Advancit Capital
Armory Square Ventures
Avenue A Ventures
Basset Investment Group
Bloomberg Beta
Box Group
Brand Foundry
Brooklyn Bridge Ventures
Collaborative Fund
Contour Ventures
Deep Fork
First Round Capital
Founder Collective
General Catalyst
Google Ventures
Great Oaks
IA Ventures
Lerer Hippeau Ventures
Liberty City Ventures
Metamorphic Ventures
Neu Venture Capital
Notation Capital
Primary Venture Partners (fka High Peaks)
Red Swan
Red Sea
Rothenberg Ventures
RSE Ventures
Scout Ventures
Softbank Capital


After a great experience at 500 Startups, I’m pivoting 🙂 (i.e. my last day is Dec 30th)

Over the last 15 months, I’ve had the opportunity to work on several parts of the venture business.  I helped raise the $44M Fund II (sourced our largest LP), launched the NYC coworking office, led four investments, worked on 20+ other investments, helped with portfolio management, assisted in finding/screening startups for the accelerator, organized community events and also covered several geographies (NYC/Boston/Israel).

The #500strong family is a special one, truly unique, happy to say that I was part of it and hope to stay involved in some capacity.  Thanks Dave for the opportunity.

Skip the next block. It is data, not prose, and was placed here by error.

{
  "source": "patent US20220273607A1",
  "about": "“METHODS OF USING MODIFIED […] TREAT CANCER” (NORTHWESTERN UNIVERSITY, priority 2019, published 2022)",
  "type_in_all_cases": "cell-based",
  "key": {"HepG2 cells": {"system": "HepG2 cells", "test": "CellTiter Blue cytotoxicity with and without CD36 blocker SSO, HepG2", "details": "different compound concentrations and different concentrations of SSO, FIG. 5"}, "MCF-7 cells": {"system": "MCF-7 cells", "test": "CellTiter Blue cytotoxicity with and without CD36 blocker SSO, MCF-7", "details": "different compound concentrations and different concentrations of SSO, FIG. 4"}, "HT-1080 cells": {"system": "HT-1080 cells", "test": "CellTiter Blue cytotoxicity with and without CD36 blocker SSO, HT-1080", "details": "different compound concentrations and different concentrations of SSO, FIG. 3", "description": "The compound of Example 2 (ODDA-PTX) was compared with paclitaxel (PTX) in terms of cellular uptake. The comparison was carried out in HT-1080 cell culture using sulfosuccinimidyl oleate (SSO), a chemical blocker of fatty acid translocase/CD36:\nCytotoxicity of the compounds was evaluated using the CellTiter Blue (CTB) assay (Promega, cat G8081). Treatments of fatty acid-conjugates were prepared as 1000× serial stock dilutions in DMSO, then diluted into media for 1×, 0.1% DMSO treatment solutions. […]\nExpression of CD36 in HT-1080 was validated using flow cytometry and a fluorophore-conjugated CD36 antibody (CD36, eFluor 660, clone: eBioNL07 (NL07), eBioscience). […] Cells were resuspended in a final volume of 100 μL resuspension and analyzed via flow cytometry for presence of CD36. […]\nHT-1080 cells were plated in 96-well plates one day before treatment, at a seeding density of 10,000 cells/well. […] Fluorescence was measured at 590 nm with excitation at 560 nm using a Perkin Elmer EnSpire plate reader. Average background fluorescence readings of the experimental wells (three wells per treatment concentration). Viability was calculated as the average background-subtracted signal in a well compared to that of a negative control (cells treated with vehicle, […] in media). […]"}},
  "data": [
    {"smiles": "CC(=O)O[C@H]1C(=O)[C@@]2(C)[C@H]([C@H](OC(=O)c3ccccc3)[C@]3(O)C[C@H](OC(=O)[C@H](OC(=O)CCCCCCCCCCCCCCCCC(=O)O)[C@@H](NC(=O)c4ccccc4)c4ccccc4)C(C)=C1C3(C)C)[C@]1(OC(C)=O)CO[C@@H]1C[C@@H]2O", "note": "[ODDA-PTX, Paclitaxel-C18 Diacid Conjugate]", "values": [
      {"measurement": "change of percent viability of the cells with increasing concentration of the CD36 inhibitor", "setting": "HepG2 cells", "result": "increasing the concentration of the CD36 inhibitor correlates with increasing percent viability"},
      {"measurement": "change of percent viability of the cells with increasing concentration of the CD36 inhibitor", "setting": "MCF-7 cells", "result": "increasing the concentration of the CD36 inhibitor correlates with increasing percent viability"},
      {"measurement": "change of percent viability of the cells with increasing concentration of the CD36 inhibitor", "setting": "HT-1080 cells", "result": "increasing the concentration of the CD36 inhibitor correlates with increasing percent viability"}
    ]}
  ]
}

Will be taking a little bit of time off and also explore several opportunities within the startup ecosystem and will let you know in February as to which company I end up choosing to work with.  If you want to get in touch, you can find me on Twitter or LinkedIn.

New York Tech Meetup (NYTM)

For the very first time in my life, I’m running for a position.  The New York Tech Meetup (NYTM) is one of the pillars of the NYC startup community and they have a few board seats available and have opened those up to the general community.

I believe that I’m a great candidate for the open position, here is why:

  1. The current board of directors in mainly comprised of investors or entrepreneurs, which is very important.  However, the board could be more diversified and with my background of supporting both investors AND entrepreneurs, it provides me a very unique perspective into both worlds.
  2. I recently relocated to NYC, so I have unique perspective of what it means to move to a new community with limited contacts.  A lot of people are now moving to NYC to be part of the startup community and we need to make sure they have smooth transition to NYC and are feeling welcomed
  3. Having spent nine years in the Bay Area, working with startups and investors, I bring a unique perspective as to what a thriving tech community has done well and not so well.   We can learn from other communities and make NYC an ever better place for startups to do business

Here are some initiatives that I would focus on if I am to join the Board of Directors of NYTM.